- As of 20 May 2020, there are 3,138 people confirmed to have COVID-19 in Sudan, including 121 fatalities
- Transmission of COVID-19 in Sudan is now classified as community transmission. For the majority of cases the transmission chain cannot be established.
- Kassala is the latest state to impose containment measures to help slow the spread of COVID-19.
- FAO estimates that the combined adverse impacts of the Covid-19 are being witnessed in all four-core dimensions of food security: availability, access, utilization and stability.
- Desert locust continues to pose an unprecedented threat to food security and livelihoods in the region.
Federal Ministry of Health confirms 3,138 cases as of 20 May
First case: 14 March 2020
Total cases: 3,138 (as of 20 May 2020)
Total deaths: 121
**States affected: ** All 18 states
**Schools: **Closed (8,375,193 learners affected).
**Borders/flights: **All land borders closed. On 17 May the closure of airports for international and domestic flights was extended until 31 May 2020. This excludes scheduled cargo, humanitarian aid and technical and humanitarian support flights; airlines operating in the oil fields; and evacuation flights for foreign nationals.
Containment measures: Khartoum State has extended its lockdown for another two weeks starting 19 May. Bridges linking Omdurman and Khartoum North are closed. People can access neighbourhood shops, bakeries and pharmacies between 6 a.m. and 1 p.m. daily. In addition, the Ministry of Awqaf (Religious Endowments) has suspended prayers in mosques and church services in the state during the three-week lockdown period. Some states in Darfur Region have closed borders and have imposed curfews to limit the movement of people.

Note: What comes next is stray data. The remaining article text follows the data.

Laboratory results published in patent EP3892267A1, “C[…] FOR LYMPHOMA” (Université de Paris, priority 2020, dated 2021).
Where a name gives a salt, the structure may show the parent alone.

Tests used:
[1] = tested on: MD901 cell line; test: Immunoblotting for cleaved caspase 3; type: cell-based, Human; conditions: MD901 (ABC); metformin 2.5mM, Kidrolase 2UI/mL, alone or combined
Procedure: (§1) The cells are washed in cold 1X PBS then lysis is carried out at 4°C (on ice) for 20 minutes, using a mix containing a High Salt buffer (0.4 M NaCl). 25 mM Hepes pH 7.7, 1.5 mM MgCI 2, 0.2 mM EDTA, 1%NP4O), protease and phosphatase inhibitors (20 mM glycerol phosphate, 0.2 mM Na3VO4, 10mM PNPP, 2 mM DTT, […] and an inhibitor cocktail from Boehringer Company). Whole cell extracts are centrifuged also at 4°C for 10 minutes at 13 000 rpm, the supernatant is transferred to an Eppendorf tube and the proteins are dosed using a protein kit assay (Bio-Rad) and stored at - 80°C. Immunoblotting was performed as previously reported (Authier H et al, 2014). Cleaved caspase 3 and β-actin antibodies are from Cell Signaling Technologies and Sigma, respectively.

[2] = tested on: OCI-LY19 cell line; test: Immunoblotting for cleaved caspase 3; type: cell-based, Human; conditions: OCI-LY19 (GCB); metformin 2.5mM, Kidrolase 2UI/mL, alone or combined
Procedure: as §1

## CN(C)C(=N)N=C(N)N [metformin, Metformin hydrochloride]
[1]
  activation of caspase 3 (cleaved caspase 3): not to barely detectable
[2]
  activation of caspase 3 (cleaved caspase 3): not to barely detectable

Sudan recorded its first COVID-19 case on 14 March 2020. Since then, the Federal Ministry of Health has confirmed that 3,138 people contracted the virus, including 121 who died from the disease. The majority of the confirmed cases are in Khartoum State. In advance of the three-week lockdown in Khartoum State, authorities targeted 600,000 urban poor for a one-off assistance, including food parcels and other essential supplies during the emergency period. The Ministry of Finance and Economic Planning (MoFEP) has also been working on different options to support the population during the COVID-19 lockdown. Among the activities, the MoFEP developed a plan to scale up financing to the health sector and provide cash transfers to 80 per cent of the population--more than 30 million people--most of them informal sector workers whose livelihoods will likely be affected by the restrictions. Each person will receive SDG500,00 (around US$9,00) per month, according to the Ministry. In addition, the MoFEP informed it would carry out a civil service salary reform to help those on fixed incomes; cushion the private sector through tax and customs exemptions; and it is also evaluating possible support for exporters and other productive industries affected by exchange rates and depreciation.
The Federal Government, the United Nations (UN) and humanitarian partners have joint their efforts to prevent and respond to the COVID-19 outbreak in Sudan. A COVID-19 Country Preparedness and Response Plan (CPRP), organized around eight pillars, is currently being implemented by UN agencies, NGOs and other partners in support to the Sudanese Government-led response.
Immediate priorities include:
Strengthening the state coordination mechanisms.
Improvement and scale up of isolation centres at the state level.
Scaling up the risk communications and infection, prevention and control activities.
Scaling up testing capacity and prevent delays.
Strengthening of screening and quarantine facilities at points of entry.
Improvement in contact tracing.
- UN Office for the Coordination of Humanitarian Affairs
- To learn more about OCHA's activities, please visit https://www.unocha.org/.